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(11 Posts)
user1483751930 Wed 22-Mar-17 09:45:12

Mommies !
My son has recently been diagnosed with Autism with no learning difficulty. He's due to start school next year and I'm very confused. Does all autistic children get statement of need which means he can go to any state school we choose irrespective of catchment ? Or does it depend on child's need / severity ?

Many thanks

Imaginosity Wed 22-Mar-17 21:06:56

Try posting on this board - as there seems to be more responses there. I can't answer your query as I'm not in the UK.

AllPizzasGreatAndSmall Wed 22-Mar-17 21:34:56

A diagnosis of autism does not automatically mean an EHCP (they replaced statements). I think you would only be likely to have one before starting school if the ASD was relatively severe.
I'm surprised you have been told he has no learning difficulty at the age of 3/4; many children's learning difficulties only becomes apparent once they have been at school for some time, whether they have ASD or not.
Perhaps you meant learning disability? Presumably your son's autism is not severe if they can be sure there is no LD.

user1483751930 Wed 22-Mar-17 21:55:51

Sorry my bad. You are right , they wrote in report that his learning ability is largely in line with his age.
But EHCP is for all autistic children right ?

kingscrossnoodle Wed 22-Mar-17 22:02:58

ECHP will be based on individual need not diagnosis.

HeddaGarbled Wed 22-Mar-17 22:21:23

The National Autistic Society - - is a really useful source of information.

Briefly, and very roughly, autism is often described as a spectrum because people can have a diagnosis of autism but have a wide range of ability/intelligence. There are people with autism with severe learning difficulties/disabilities but also people with autism who are highly intelligent, able and talented plus all the stages in between.

However, even the most able will likely have some difficulties in life and education, often around friendships, imaginative tasks, understanding things which are not explained clearly or based on logic and facts. People with autism often like routine and things to happen as expected and can become very anxious when outside their comfort zones. They can also struggle with noisy and busy environments. These are all generalisations but just to give you a bit of a picture.

So, although, a child may be perfectly capable of coping with the academic demands of mainstream school, and sometimes may excel academically, they may still need support with some aspects of school life.

You apply for schools just like everyone else. I doubt your son's needs will over-ride catchment area rules, though if you find a school that you think is particularly strong on supporting students with autism, you could try making a case for him. And you should discuss an application for an EHCP with all the schools you visit. Those who are supportive of an application should go at the top of your shortlist.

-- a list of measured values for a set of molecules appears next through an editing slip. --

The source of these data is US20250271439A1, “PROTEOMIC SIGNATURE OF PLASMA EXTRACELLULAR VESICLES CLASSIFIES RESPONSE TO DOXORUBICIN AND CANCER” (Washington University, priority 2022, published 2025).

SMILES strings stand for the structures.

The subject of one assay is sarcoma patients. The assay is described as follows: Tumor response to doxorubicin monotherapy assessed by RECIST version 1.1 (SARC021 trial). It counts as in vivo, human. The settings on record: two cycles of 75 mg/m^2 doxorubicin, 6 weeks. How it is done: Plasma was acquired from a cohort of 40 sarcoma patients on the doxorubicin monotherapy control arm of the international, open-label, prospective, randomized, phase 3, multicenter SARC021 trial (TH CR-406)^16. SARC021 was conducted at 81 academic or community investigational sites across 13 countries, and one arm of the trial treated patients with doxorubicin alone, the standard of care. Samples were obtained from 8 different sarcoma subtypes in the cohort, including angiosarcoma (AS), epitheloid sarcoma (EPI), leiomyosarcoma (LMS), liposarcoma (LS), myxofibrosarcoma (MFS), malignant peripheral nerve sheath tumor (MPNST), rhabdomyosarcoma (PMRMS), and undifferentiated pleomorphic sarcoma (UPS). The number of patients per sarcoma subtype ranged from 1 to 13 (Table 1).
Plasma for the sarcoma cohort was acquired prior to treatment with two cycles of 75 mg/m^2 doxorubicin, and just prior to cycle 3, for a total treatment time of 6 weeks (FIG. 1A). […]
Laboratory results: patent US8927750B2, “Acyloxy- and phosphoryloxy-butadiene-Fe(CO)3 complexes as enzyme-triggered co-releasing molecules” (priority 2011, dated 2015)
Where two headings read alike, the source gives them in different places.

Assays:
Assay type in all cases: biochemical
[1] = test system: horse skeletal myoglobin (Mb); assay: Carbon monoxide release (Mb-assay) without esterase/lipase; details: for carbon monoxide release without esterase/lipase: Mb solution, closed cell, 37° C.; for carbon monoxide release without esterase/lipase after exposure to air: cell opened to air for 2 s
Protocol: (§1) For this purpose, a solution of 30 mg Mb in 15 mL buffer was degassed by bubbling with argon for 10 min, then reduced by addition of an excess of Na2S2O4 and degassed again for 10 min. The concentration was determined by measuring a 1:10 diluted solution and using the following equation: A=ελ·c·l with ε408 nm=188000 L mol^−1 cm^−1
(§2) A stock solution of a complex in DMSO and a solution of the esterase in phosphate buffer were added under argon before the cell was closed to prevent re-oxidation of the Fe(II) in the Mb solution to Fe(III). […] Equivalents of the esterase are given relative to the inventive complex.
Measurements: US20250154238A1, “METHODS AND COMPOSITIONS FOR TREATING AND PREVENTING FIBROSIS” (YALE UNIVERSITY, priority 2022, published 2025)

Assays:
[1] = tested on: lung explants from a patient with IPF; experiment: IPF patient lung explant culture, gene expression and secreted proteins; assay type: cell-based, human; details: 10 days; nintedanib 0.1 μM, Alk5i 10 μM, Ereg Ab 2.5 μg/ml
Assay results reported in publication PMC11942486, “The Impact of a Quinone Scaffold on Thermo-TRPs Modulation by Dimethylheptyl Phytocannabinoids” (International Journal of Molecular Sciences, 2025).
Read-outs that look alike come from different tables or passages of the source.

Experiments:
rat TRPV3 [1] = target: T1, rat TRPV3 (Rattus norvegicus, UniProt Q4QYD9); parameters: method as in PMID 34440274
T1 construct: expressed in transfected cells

user1483751930 Wed 22-Mar-17 22:42:29

Thank you very much for a brief reply.

ExplodedCloud Wed 22-Mar-17 22:45:28

From my experience autism doesn't automatically mean you'll get an EHCP.

emochild Wed 22-Mar-17 22:54:22

Autism is not an automatic ticket to an EHCP

You are unlikely to get one before your child starts school -the school has to evidence that they have tried all reasonable strategies to support your child
If a setting can't meet your child's needs without additional funding then you have a more realistic chance of getting an EHCP

There is very much an element of the child has to fail in a setting before they can get top up help

Some children with asd may never need additional funding, some may do fine in primary and really struggle at high school, and some may need additional support from nursery -unfortunately non of this is really predictable

laughwithmeleelee Wed 22-Mar-17 23:21:26

You will need to apply for an ehcp, if you feel he needs one then it goes to a panel! I have 2 children with autism and both have ehcp but had to be applied for xx

BackforGood Sun 26-Mar-17 19:12:48

As other replies have said, 'Statements' were replace with EHCPs (Education, Health, Care Plans) in the Children and Family Bill in 2014.
There is nothing 'automatic' about getting one. The decision - when someone applies - is based upon the amount of difficulty the child has at 'accessing education' which is a broad spectrum in itself, as well as autism being a broad spectrum.
All the big charities (so, NAS -National Autistic Society / Contact a Family) and so forth have information on their websites - or you can call) but the best source of information will be your dc's nursery, as systems are slightly different in different LAs.

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